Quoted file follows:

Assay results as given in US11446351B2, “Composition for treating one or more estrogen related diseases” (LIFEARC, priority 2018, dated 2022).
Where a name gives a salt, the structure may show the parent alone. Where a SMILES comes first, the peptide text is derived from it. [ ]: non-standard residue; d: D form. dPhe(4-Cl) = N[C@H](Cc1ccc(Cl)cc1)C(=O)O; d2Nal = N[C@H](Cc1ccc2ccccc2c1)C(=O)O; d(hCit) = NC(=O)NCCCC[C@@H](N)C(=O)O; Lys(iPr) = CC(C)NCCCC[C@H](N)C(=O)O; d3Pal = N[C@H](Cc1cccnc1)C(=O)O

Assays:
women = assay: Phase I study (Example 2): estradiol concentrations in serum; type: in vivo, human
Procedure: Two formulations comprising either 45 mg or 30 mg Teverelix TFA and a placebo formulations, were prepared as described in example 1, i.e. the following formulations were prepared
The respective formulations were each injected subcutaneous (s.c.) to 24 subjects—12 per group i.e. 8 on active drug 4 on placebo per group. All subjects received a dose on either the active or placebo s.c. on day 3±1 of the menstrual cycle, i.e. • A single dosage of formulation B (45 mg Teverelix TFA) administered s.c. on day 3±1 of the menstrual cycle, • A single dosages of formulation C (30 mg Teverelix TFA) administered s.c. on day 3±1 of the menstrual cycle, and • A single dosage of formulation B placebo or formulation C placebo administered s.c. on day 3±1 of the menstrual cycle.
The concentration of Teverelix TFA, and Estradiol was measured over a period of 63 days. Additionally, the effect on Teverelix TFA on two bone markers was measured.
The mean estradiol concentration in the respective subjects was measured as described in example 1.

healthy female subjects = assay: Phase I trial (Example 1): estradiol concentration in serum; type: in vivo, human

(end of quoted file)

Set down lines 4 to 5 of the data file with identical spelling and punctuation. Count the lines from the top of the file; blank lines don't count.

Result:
women = assay: Phase I study (Example 2): estradiol concentrations in serum; type: in vivo, human
Procedure: Two formulations comprising either 45 mg or 30 mg Teverelix TFA and a placebo formulations, were prepared as described in example 1, i.e. the following formulations were prepared